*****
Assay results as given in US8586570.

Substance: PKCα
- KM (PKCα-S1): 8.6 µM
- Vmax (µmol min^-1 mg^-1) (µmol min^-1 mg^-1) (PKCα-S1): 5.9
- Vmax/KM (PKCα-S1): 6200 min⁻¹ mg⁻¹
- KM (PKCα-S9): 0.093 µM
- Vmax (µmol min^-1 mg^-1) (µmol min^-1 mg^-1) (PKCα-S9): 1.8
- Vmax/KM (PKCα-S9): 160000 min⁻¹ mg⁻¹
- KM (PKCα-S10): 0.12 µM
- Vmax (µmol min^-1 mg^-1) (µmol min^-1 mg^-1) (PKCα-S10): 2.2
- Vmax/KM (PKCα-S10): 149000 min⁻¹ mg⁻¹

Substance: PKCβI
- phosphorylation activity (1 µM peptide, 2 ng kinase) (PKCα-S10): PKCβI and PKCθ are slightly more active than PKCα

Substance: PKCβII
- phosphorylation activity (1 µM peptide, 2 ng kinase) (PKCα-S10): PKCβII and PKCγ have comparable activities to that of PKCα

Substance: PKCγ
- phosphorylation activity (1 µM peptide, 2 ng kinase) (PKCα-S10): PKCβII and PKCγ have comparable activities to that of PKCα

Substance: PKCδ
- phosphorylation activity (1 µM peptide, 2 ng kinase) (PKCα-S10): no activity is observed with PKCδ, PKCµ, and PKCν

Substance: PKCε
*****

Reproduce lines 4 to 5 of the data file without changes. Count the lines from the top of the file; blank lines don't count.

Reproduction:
- Vmax (µmol min^-1 mg^-1) (µmol min^-1 mg^-1) (PKCα-S1): 5.9
- Vmax/KM (PKCα-S1): 6200 min⁻¹ mg⁻¹